By Pico Triano
Photos: Pico Triano and Dale Coker
The last week before actually leaving for my bike tour was a blur. I had to vacate my dorm room at the college because all summer students were required to leave campus in preparation for the new fall semester. I ended up camping out on my landscape supervisor's couch for almost a week before leaving.
I also graduated with a Bachelor of Arts in a small ceremony that part of my family attended. My dad had rented a small U-haul trailer to transport all my stuff that wasn't coming with me on the bike. I had to pack all that stuff and did a lousy job of it. I heard about that from my mom for quite awhile after my return home.
I'd already done two dress rehearsals for the first day of riding. I knew the route by heart. I had a planned campsite. Everything I needed along the route, I knew exactly where to get it. What could possibly go wrong?
Well for starters I could start later than I planned. I left the South Marengo apartments where Dale my supervisor lived on time and rolled over to the college student centre to say goodbye to a few friends. Saying goodbye ain't easy especially since we were from all over the world and I might never see some of them again. I talked to Darryl one of my best friends at college for a bit before making myself leave.
Riding conditions were not bad at all and some of the time got made up. I elected to walk up part of the Santa Susanna Pass because I didn't want to exhaust myself on the first day out. In spite of the head wind, I figured to make my goal a little after dark. Not ideal but not major problem.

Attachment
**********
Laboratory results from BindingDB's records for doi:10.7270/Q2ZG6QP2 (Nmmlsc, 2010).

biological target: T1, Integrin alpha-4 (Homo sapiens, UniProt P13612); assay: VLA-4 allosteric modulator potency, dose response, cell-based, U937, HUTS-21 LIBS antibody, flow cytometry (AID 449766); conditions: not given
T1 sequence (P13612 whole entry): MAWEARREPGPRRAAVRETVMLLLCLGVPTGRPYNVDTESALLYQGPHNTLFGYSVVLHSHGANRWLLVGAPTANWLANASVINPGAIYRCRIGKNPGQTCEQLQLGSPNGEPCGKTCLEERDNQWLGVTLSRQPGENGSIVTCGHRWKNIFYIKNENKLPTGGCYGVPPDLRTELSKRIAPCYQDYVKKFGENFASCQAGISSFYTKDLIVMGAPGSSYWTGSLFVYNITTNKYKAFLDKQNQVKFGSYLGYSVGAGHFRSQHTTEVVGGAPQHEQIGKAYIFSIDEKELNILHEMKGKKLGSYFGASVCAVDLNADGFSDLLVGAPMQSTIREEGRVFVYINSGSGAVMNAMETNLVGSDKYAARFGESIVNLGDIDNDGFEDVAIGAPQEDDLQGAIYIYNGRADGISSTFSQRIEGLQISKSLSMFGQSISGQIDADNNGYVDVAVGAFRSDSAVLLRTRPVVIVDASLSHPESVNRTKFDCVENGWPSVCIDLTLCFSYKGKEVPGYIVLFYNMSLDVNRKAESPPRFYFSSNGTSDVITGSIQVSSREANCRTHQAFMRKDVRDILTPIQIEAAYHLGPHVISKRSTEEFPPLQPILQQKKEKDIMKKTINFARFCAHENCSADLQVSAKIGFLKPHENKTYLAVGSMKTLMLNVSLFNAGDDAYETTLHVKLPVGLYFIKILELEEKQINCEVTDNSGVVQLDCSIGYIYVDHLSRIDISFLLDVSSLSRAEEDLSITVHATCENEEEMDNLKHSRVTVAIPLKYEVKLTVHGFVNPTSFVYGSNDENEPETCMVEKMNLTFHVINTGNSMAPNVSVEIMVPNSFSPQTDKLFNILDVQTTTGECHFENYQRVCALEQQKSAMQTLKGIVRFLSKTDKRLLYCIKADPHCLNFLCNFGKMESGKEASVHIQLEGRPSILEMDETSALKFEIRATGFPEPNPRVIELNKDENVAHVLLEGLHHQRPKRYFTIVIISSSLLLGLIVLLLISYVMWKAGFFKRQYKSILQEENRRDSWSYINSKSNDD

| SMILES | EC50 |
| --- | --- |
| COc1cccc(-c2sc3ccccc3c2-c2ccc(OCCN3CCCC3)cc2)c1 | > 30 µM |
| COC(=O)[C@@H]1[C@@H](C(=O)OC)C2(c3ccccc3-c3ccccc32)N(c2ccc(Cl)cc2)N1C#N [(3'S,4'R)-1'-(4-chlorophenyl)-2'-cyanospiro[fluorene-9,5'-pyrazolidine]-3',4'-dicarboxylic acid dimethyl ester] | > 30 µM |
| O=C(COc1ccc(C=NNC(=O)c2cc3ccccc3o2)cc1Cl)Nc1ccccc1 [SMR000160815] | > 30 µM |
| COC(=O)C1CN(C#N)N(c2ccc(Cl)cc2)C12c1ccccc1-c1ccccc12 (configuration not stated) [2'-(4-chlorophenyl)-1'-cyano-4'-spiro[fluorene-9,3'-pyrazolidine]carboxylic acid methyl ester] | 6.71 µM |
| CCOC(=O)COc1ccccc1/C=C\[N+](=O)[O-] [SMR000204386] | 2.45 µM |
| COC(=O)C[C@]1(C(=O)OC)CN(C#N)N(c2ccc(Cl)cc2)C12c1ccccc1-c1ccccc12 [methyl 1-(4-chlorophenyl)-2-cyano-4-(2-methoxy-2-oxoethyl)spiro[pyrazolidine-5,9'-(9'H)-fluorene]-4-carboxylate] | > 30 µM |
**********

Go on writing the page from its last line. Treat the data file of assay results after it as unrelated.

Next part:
The route started in Pasadena, California and basically cut straight west to the Pacific Ocean. La Canada, La Crescenta, Sun Valley, San Fernando, Simi Valley, Saticoy and Ventura would all be along my route. My objective for the day was a rest area part way between Ventura and Carpenteria. I didn't make it.
Just as it got dark I got a flat tire three or four miles short of my goal. This was unexpected because I had installed Mr. Tuffy tube protectors in the spring and hadn't had a flat since. I had no light (didn't plan to do anything in the dark) and as a result I couldn't repair it. I walked my load until I found a secluded corner I could sack out for the night.
Not a good campsite. The ground was too hard to put stakes in so my pup tent ended up being used as a ground sheet for me and my sleeping bag. My campsite was also on or near a large ant colony. Fortunately these were not biting ants. One of the first ones I discover though crawled into my ear. I slapped the side of my head stupidly trying to encourage him to leave. I just confused the little guy and I was asleep before he scrabbled his way back out. I had a miserable night's sleep.
First thing I did at the crack of dawn was repair my tire. A big thorn had holed the tube just beside the puncture resistant barrier. I thought those were a terrific idea because it reduced flats to almost zero. Part of me does understand the redneck urge to throw glass bottles out of fast moving cars hoping to see them explode into a million shards against something hard. The cyclist in me fumes about that idiocy. Some places I've toured I got flats at a rate of three a day. It gets old really fast.
From there I cycled to that original objective and ate my breakfast. I survived the first day on the road.